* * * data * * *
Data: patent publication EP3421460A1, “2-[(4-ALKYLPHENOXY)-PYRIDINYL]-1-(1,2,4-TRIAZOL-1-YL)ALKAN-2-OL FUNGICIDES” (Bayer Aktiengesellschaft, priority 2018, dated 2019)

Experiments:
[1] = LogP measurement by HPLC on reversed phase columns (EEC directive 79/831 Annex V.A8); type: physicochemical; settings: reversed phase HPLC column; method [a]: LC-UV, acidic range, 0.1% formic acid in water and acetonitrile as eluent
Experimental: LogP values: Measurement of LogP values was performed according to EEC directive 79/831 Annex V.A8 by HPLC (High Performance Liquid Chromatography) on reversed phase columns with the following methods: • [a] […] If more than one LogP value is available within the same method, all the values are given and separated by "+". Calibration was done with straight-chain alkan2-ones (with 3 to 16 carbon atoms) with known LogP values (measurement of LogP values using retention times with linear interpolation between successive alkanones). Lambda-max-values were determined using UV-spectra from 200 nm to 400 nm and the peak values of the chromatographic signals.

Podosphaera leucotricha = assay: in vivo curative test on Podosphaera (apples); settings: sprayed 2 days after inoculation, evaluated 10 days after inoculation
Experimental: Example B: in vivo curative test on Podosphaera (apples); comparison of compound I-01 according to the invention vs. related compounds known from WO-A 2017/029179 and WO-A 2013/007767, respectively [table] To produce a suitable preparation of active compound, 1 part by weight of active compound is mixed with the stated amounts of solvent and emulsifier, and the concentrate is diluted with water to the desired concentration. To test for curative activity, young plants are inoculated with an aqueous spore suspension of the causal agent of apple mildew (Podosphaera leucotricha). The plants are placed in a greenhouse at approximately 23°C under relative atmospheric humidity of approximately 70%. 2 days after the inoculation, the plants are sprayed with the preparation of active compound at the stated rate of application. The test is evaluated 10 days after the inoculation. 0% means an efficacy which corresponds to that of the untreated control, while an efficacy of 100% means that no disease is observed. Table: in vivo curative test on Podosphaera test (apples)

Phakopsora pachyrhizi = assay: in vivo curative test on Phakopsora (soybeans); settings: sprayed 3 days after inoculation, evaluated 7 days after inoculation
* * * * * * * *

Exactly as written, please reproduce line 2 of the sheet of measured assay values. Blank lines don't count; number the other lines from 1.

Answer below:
Experiments: